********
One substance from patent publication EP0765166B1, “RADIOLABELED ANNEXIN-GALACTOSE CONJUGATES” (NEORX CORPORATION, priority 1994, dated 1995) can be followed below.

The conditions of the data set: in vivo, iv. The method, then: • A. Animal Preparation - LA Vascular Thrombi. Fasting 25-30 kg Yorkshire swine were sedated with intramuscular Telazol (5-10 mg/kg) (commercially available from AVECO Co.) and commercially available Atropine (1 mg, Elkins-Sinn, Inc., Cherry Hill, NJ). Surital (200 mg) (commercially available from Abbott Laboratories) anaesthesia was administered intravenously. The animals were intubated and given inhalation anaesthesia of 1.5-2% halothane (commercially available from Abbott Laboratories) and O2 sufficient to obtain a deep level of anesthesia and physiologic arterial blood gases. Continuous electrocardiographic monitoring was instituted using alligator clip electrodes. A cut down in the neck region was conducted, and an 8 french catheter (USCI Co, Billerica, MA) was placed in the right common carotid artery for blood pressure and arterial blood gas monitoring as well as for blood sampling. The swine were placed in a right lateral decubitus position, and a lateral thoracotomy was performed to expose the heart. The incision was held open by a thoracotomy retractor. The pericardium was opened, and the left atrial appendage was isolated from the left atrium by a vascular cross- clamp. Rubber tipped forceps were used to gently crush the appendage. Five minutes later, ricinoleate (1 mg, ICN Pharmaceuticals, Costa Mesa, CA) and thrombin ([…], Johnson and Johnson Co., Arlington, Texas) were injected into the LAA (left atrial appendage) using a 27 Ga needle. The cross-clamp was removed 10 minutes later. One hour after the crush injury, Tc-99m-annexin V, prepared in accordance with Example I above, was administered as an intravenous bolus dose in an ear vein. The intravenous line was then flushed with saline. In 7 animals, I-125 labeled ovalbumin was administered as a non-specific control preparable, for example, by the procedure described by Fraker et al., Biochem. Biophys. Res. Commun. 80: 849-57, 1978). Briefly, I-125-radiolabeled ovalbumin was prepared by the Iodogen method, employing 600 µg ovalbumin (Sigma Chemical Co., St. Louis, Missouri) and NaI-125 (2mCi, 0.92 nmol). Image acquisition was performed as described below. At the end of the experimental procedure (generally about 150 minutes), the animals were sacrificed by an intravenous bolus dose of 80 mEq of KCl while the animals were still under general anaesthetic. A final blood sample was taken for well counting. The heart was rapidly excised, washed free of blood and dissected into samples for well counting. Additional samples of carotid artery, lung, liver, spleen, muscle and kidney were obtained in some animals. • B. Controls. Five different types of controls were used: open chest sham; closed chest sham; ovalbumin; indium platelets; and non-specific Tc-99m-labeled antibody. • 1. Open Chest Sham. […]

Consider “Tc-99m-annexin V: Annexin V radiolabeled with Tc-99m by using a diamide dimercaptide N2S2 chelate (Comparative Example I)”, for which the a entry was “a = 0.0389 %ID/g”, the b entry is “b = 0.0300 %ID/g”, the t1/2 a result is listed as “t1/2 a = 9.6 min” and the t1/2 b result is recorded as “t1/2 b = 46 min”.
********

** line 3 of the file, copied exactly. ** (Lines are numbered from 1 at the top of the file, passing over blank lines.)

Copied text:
Consider “Tc-99m-annexin V: Annexin V radiolabeled with Tc-99m by using a diamide dimercaptide N2S2 chelate (Comparative Example I)”, for which the a entry was “a = 0.0389 %ID/g”, the b entry is “b = 0.0300 %ID/g”, the t1/2 a result is listed as “t1/2 a = 9.6 min” and the t1/2 b result is recorded as “t1/2 b = 46 min”.